Hamas won elections in the territory in 2006 and took full control in 2007, after which Israel put a blockade on the region, citing the need to curb weapons smuggling. Egypt, which shares a border with Gaza, also put in restrictions that tightly control the movement of people and goods in and out of the territory.

according to a report last year by the United Nations, is that Gaza has “the world’s highest unemployment rate, and more than half of its population lives below the poverty line.”

The latest round of fighting has crippled that fragile infrastructure.

Six hospitals and eight clinics have suffered bomb damage, according to the United Nations’ humanitarian affairs office, basically making medical treatment impossible for most people living in the region.

By Monday, Israeli bombs had destroyed 132 residential buildings and damaged 316 housing units so badly that they were uninhabitable, according to Gaza’s housing ministry.

More than 40,000 people have been forced into shelters and thousands more have sought refuge with friends or relatives, according to the U.N. humanitarian affairs office.

“Until a cease-fire is reached, all parties must agree to a ‘humanitarian pause,’” the office said in a statement. “These measures would allow humanitarian agencies to carry out relief operations, and people to purchase food and water and seek medical care.”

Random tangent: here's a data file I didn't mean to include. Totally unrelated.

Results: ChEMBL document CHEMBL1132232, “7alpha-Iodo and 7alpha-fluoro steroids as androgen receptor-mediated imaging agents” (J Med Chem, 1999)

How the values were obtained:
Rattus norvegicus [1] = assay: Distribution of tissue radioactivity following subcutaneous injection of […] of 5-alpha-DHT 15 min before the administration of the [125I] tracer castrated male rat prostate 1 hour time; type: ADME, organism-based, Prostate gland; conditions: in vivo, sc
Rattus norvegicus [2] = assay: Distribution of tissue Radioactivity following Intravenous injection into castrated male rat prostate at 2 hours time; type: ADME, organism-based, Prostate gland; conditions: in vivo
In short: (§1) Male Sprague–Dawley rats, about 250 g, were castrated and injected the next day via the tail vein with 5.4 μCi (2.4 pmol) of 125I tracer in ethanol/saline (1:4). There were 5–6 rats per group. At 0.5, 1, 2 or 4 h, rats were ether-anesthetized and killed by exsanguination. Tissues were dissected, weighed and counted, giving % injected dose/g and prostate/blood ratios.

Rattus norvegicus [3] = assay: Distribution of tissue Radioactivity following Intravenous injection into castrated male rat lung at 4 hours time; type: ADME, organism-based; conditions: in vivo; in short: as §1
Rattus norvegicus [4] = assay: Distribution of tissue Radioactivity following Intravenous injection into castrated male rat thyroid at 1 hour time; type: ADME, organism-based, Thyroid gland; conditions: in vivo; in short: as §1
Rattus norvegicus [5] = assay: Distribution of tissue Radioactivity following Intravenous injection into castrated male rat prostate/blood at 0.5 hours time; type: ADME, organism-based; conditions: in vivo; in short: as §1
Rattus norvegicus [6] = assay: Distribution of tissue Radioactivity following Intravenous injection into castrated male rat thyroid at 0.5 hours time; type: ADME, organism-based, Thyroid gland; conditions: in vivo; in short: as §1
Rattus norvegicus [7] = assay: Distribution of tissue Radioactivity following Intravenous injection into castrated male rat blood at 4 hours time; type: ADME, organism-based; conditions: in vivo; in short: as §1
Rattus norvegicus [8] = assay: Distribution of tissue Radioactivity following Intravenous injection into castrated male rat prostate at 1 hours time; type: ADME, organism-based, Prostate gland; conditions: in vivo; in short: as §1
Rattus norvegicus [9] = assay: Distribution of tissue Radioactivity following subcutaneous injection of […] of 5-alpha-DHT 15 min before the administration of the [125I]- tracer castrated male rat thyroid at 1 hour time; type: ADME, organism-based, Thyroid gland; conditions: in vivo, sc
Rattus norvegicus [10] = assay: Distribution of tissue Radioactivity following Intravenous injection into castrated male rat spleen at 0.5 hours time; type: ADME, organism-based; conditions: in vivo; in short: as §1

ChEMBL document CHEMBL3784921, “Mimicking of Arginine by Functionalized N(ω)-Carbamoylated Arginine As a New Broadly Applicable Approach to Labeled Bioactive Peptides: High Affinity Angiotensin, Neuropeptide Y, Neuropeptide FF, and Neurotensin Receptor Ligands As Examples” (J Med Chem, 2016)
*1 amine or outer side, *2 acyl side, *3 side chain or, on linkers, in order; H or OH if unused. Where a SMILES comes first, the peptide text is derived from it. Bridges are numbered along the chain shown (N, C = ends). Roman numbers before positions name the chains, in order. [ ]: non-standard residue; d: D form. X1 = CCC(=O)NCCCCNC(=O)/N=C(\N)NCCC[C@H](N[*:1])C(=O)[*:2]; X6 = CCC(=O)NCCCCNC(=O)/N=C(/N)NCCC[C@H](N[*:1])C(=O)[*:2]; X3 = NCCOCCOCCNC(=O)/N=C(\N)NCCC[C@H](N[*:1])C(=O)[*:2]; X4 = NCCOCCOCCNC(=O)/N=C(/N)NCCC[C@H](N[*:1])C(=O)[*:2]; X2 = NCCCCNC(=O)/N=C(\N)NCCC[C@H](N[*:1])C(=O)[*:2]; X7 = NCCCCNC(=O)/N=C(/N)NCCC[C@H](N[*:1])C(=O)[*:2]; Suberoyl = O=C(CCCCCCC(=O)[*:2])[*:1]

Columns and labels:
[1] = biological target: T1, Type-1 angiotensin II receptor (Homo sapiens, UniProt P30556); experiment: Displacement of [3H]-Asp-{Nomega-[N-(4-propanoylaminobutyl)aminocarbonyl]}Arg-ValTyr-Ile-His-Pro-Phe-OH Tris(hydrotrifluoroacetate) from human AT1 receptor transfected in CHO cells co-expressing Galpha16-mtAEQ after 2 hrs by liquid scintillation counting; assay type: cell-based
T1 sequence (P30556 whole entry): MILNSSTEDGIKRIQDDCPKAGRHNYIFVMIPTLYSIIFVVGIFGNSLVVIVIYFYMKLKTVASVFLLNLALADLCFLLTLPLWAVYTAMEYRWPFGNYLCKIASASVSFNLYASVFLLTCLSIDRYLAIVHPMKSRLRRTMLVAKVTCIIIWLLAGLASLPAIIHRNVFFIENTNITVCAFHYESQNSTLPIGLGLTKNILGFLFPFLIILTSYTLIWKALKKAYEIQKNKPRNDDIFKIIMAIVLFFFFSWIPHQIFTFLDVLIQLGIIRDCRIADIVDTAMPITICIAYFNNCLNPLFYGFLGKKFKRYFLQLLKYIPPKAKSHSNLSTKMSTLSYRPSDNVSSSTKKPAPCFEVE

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Yitzhak Arad, Who Led Holocaust Study Center in Israel, Dies at 94

Yitzhak Arad, who as an orphaned teenage partisan fought the Germans and their collaborators during World War II, then went on to become an esteemed scholar of the Holocaust and the longtime chairman of the Yad Vashem remembrance and research center in Israel, died on May 6 in a hospital in Tel Aviv. He was 94.

Yad Vashem announced the death but did not specify the cause.

Mr. Arad was not even bar mitzvahed when the Germans invaded Poland and what is now part of Lithuania in 1939 and began rounding up and murdering Jews and forcing them into ghettos. His parents and 30 close family members would perish before the war ended in 1945.

But he survived, at first as a forced laborer — cleaning captured Soviet weapons in a munitions warehouse — and then, sensing what fate awaited, by smuggling weapons to partisans in the nearby forests and forming an underground movement in the ghetto. He, his sister and their underground associates eventually stole a revolver and escaped, meeting up with a brigade of Soviet partisans.

Acquiring the lifelong nickname Tolya (diminutive for Anatoly), he took part in ambushing German bases in what is now Belarus and setting up mines that blew up more than a dozen trains carrying German soldiers and supplies. Among his exploits was a battle with pro-German Lithuanian partisans in fields and forests covered in deep snow in the village of Girdan.